Palace of the Blue Butterfly | Episode 13. I don’t know where you’ll be when you read this, but I’m going hiking, and, if we can finish all the chores around here, we’re planning to car camp. Yes, by a river. I just want to be sitting on a rock, reading a book, listening to the rush of a waterfall as it tumbles over granite into a blue-green pool.
What am I reading? Well, it’s almost summer, and since the book group just hefted Anna Karenina, mentally and physically (Best. Novel. Ever.), we’re reading something lighter, or maybe darker—-Farewell My Lovely by Raymond Chandler. But hey—look at what the critics say about it.
“Raymond Chandler was one of the finest prose writers of the 20th century. He wrote like an angel.” Literary Times
It’ll be a great read on a rock in the sun or by the . . .
Palace of the Blue Butterfly | Episode 12. Remember when I said that I loved crumbling old villas? Must have been early imprinting. On drives around the south, my mother would always find these abandoned, old plantations in places like Georgetown, South Carolina and the like, would stop the car, and I’d find myself stomping through the kudzu, peering through . . .
Palace of the Blue Butterfly | Episode 11. The great surrealist artist Leonora Carrington died on May 25, 2011 in Mexico City. She was 94. It was weird because my friend Frances in Mexico and I had just been e-mailing each other about Leonora, and Frances was telling me about the time she met her a couple of years ago. I’d mentioned to Frances that I was going to write a bit about Andre Breton and the group of European exiles who, fleeing persecution from the Nazis, came to Mexico in the early forties. They were a remarkable crowd. As Frida Kahlo said, “I didn’t know I was a surrealist until Andre Breton told me I was.” And Breton famously said . . .
Palace of the Blue Butterfly | Episode 10. Early spring on the ranch has come and gone. This year my Yellow Butterflies magnolia bloomed for the first time since I planted it three years ago, and of course, the tulips, the forsythia, the heavenly daphne rewarded all my hard work. It’s a charmed time of year, a time when I can relax on the porch, all the stooping and planting of last fall forgotten.
The east-facing front porch is my . . .
Palace of the Blue Butterfly | Episode 9. Today I’m going to show you a little you tube movie of the famous chef and — what can I call her? — the great food historian Diana Kennedy. You’ll be reading a lot about her. She was just given the James Beard Award for the best cookbook of the year for Oaxaca al Gusto.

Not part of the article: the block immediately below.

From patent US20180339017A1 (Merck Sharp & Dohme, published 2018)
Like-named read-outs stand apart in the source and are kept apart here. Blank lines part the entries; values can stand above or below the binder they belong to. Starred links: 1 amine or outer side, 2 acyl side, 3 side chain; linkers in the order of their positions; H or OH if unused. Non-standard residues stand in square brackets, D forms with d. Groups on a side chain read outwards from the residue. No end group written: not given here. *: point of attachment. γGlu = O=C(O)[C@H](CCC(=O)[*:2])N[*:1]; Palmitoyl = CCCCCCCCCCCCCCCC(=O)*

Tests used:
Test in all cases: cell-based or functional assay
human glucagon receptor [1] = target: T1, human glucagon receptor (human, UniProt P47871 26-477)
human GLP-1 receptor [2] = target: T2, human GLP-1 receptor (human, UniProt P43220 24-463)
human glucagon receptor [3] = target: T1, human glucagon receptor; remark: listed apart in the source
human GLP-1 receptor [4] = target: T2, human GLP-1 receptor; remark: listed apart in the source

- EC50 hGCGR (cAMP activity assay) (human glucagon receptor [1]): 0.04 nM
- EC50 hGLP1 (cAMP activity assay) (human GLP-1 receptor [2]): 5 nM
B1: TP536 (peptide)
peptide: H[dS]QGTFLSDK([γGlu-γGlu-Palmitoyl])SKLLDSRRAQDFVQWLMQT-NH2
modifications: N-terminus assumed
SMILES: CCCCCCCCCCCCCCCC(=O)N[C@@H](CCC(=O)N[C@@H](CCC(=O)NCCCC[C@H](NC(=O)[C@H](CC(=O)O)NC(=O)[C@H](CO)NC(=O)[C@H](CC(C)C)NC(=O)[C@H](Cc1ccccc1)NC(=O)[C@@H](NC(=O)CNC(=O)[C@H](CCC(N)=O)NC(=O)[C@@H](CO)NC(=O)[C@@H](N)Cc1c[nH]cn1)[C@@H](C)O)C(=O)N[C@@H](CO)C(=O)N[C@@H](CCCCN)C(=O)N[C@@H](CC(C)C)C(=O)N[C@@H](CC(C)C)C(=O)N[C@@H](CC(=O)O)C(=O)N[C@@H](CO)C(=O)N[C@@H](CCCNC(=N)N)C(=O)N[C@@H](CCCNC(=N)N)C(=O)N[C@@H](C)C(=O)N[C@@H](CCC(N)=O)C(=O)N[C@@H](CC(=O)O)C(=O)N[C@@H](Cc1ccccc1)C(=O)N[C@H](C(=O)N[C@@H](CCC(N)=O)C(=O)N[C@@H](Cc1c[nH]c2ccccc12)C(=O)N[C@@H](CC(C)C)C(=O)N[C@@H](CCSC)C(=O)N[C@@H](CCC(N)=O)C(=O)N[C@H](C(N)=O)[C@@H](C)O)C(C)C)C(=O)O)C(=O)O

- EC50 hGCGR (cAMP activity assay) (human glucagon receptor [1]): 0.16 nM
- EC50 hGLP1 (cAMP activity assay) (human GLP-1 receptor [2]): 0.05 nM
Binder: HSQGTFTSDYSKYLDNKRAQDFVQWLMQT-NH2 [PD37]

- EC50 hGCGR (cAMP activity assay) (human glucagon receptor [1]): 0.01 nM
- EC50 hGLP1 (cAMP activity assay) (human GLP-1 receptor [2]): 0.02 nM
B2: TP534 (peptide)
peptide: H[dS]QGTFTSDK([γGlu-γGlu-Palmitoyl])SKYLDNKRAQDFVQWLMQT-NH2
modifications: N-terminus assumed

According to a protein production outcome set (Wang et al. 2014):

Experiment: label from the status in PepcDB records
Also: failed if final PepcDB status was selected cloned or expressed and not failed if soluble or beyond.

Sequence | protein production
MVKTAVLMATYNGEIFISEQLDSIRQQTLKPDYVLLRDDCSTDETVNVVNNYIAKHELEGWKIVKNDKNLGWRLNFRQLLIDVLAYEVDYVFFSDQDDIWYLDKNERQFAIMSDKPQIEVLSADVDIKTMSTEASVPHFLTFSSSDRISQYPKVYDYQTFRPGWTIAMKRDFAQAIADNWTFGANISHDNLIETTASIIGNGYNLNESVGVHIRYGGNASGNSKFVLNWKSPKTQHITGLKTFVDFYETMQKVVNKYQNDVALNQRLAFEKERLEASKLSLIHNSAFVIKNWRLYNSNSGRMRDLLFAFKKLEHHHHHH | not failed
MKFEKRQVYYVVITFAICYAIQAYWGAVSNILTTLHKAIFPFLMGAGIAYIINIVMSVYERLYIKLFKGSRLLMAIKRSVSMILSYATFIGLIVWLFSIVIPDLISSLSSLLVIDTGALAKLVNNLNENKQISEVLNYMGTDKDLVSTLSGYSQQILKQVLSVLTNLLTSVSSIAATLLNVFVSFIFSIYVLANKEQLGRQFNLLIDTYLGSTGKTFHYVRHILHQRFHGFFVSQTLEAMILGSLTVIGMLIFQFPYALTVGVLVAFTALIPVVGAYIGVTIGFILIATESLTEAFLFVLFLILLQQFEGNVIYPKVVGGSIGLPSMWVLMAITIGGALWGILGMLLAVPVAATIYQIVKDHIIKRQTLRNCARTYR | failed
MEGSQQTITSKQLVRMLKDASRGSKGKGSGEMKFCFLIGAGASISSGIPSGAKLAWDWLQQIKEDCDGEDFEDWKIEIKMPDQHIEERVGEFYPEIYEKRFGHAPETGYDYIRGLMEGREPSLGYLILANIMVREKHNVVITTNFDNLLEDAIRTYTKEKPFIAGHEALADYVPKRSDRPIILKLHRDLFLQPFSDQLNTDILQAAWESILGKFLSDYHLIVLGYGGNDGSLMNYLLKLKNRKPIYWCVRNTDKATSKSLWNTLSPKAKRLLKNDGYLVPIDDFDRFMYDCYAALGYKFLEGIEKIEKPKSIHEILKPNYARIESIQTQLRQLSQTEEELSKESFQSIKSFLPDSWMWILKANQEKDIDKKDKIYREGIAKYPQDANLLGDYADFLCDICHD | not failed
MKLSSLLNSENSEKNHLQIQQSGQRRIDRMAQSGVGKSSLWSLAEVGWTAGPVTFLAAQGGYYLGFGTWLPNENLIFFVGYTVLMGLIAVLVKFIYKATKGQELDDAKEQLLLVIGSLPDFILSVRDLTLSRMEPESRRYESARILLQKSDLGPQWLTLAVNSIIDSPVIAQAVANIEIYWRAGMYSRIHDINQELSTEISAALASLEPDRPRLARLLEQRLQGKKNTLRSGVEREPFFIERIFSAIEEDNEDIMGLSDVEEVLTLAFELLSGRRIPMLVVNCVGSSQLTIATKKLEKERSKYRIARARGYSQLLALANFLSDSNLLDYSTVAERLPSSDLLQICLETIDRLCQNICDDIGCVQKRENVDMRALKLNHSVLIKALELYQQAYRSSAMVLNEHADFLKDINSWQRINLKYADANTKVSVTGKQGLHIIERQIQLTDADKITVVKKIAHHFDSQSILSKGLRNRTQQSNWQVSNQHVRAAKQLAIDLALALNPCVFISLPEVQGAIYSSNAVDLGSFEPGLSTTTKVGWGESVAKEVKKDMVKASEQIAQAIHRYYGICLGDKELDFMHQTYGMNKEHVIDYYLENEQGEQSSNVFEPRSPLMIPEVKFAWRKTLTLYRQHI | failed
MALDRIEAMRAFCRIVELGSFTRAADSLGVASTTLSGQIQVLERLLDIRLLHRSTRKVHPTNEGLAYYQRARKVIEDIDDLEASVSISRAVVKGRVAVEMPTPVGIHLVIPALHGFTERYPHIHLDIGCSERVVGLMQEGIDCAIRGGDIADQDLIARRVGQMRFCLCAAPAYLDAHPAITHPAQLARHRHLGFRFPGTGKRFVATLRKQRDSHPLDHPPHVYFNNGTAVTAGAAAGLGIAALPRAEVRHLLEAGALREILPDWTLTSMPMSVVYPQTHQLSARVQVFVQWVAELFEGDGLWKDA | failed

The You Tube is in Spanish and is an interview for the, I guess, Mexican version of the AARP. It would be too tedious for you to read a whole word for word translation, so I’m just going to give you the gist.
I’m showing the Spanish language interview because the production values are the best. In it you can see Diana Kennedy in all her glorious 88 years at her home in Zitacuaro, Mexico. It is there that she gives . . .
Palace of the Blue Butterfly | Episode 8. Okay, so I’m a romantic. I admit it. Maybe because I’m from the South, but I love the Gothic. I love crumbling buildings draped with vines, overgrown gardens with a bit of wildness in them, anything scented and sultry and dark.
Sometimes Mexico seems more southern to me than the south, more gothic, more brooding and, yes, more romantic, like this hacienda . . .
Palace of the Blue Butterfly | Episode 7. Why did I choose Mexico as a setting for my book? Two reasons: When I was seventeen, my mother and I took off for Mexico City in her huge Buick Elektra. It was a road trip moment, really exciting, a bit dangerous, with great scenery as a backdrop. Anyway, I fell in love with Mexico. It’s that simple, early imprinting and all that.
The second reason? Well, that has to do with the craft of writing, with the essential element of conflict, and one of my all-time favorite types of conflict involves a woman trying to negotiate a life in a foreign country.
Once I had the setting for my book, I had the conflict. Given all the tension and danger in Mexico now, what was my character doing there? Whom would she meet? Where would she go? And I wanted to . . .
Palace of the Blue Butterfly | Episode 6. Women’s Fiction is more or less this: Fiction, a novel or story, in which the woman’s emotional growth and change drives the plot. There may be romance, suspense and mystery, but in the end, it matters less who-done-it or whether the girl gets the guy than whether the woman is a changed, older, wiser, better person. Uh . . . Jane Eyre anyone?
I consider Anita Shreve to be a wonderful Women’s Fiction writer, but she hates the term and has lobbied to not have her books called . . .
Palace of the Blue Butterfly | Episode 5. Here’s the way I look at it. If I weren’t supposed to enjoy reading and writing ChickLit/Romantic Suspense novels, would hammocks, Lipton’s Diet Ice Tea with Lemon and Bain de Soleil suntan lotion ever have been invented? I think not, girlfriends.
So what is Chick Lit? And why do women like it? Well, as Laura Caldwell says, “[Chick Lit] connotes a work that appeals to women . . .
Maria Felix. The great actress of the Golden Age of Mexican Cinema. I couldn’t resist putting her up for all to see. Notice the cute little bandana around her neck. I’m always lounging around the ranch like that, don’t you know — menos el cigarro (without the cigarette). I wish.
Of course to come across as the Boss Lady like Maria Felix, I’d need ranch hands. Oops. Forgot about getting a few of those somewhere along the line. Wait. Dave just reminded me he’s the ranch hand.
Anyway, all writers have images they carry around in their heads. Maybe that’s why we write — a need to empty the vessel. Maria Felix, Delores del Rio, Katy Jurado — the Mexican screen goddesses . . .